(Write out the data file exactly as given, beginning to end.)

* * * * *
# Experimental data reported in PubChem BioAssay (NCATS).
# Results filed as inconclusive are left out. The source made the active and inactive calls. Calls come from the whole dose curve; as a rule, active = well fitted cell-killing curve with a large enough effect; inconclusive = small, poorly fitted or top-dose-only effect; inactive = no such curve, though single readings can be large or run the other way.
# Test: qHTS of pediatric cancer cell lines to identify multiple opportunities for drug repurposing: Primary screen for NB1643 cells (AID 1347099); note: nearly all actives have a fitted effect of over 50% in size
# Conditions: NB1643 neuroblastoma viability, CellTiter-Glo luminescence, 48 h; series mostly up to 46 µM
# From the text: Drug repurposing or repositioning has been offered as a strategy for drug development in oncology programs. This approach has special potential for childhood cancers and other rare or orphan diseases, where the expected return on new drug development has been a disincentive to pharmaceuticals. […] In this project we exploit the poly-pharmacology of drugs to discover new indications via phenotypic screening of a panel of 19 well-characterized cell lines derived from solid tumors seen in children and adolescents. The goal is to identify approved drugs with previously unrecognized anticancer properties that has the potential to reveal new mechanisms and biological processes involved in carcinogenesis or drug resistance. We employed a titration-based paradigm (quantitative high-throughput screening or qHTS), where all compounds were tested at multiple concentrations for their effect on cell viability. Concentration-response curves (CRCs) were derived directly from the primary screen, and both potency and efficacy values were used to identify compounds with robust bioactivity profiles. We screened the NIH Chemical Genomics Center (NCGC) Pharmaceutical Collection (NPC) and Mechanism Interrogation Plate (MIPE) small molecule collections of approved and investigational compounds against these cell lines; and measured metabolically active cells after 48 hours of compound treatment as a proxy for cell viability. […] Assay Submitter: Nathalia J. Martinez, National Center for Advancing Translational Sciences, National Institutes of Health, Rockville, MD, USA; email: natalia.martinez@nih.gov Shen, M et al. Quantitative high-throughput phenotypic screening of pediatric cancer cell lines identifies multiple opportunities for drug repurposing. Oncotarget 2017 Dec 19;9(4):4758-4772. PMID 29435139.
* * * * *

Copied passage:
# Experimental data reported in PubChem BioAssay (NCATS).
# Results filed as inconclusive are left out. The source made the active and inactive calls. Calls come from the whole dose curve; as a rule, active = well fitted cell-killing curve with a large enough effect; inconclusive = small, poorly fitted or top-dose-only effect; inactive = no such curve, though single readings can be large or run the other way.
# Test: qHTS of pediatric cancer cell lines to identify multiple opportunities for drug repurposing: Primary screen for NB1643 cells (AID 1347099); note: nearly all actives have a fitted effect of over 50% in size
# Conditions: NB1643 neuroblastoma viability, CellTiter-Glo luminescence, 48 h; series mostly up to 46 µM
# From the text: Drug repurposing or repositioning has been offered as a strategy for drug development in oncology programs. This approach has special potential for childhood cancers and other rare or orphan diseases, where the expected return on new drug development has been a disincentive to pharmaceuticals. […] In this project we exploit the poly-pharmacology of drugs to discover new indications via phenotypic screening of a panel of 19 well-characterized cell lines derived from solid tumors seen in children and adolescents. The goal is to identify approved drugs with previously unrecognized anticancer properties that has the potential to reveal new mechanisms and biological processes involved in carcinogenesis or drug resistance. We employed a titration-based paradigm (quantitative high-throughput screening or qHTS), where all compounds were tested at multiple concentrations for their effect on cell viability. Concentration-response curves (CRCs) were derived directly from the primary screen, and both potency and efficacy values were used to identify compounds with robust bioactivity profiles. We screened the NIH Chemical Genomics Center (NCGC) Pharmaceutical Collection (NPC) and Mechanism Interrogation Plate (MIPE) small molecule collections of approved and investigational compounds against these cell lines; and measured metabolically active cells after 48 hours of compound treatment as a proxy for cell viability. […] Assay Submitter: Nathalia J. Martinez, National Center for Advancing Translational Sciences, National Institutes of Health, Rockville, MD, USA; email: natalia.martinez@nih.gov Shen, M et al. Quantitative high-throughput phenotypic screening of pediatric cancer cell lines identifies multiple opportunities for drug repurposing. Oncotarget 2017 Dec 19;9(4):4758-4772. PMID 29435139.